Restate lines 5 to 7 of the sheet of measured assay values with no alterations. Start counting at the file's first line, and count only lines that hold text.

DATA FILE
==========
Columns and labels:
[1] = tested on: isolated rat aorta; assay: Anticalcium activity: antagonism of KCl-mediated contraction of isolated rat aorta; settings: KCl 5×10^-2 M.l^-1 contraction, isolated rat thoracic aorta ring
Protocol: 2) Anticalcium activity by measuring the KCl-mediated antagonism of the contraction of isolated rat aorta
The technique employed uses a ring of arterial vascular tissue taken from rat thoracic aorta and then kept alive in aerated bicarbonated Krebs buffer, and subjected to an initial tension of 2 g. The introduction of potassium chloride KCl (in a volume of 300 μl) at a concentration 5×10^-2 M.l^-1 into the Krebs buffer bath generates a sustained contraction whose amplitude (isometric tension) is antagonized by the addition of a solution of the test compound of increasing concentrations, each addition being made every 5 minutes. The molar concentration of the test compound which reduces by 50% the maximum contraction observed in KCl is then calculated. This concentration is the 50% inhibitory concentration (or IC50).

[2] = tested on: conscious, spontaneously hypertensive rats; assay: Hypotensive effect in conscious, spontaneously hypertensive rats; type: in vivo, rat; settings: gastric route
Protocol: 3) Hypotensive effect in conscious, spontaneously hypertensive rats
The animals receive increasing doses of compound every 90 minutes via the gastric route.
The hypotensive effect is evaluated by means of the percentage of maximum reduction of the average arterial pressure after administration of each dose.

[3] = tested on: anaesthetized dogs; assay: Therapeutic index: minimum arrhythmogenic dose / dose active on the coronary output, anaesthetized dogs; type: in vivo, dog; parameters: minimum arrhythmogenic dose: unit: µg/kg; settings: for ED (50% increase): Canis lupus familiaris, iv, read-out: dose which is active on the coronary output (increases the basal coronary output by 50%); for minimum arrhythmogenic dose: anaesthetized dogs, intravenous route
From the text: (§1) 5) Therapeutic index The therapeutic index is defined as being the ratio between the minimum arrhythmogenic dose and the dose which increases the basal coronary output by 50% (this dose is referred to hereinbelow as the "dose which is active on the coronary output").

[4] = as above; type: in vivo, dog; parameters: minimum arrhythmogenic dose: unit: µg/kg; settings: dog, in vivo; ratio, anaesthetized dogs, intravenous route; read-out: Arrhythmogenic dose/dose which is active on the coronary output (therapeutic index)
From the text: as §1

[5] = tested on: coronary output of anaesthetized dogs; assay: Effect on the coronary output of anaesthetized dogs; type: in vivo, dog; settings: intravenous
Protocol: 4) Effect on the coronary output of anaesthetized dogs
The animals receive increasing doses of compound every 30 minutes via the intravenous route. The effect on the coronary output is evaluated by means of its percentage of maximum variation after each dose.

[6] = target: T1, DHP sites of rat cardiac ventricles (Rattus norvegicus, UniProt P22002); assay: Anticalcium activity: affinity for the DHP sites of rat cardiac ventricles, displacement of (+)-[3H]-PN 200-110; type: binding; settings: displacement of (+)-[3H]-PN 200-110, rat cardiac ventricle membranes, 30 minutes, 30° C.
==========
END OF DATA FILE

[2] = tested on: conscious, spontaneously hypertensive rats; assay: Hypotensive effect in conscious, spontaneously hypertensive rats; type: in vivo, rat; settings: gastric route
Protocol: 3) Hypotensive effect in conscious, spontaneously hypertensive rats
The animals receive increasing doses of compound every 90 minutes via the gastric route.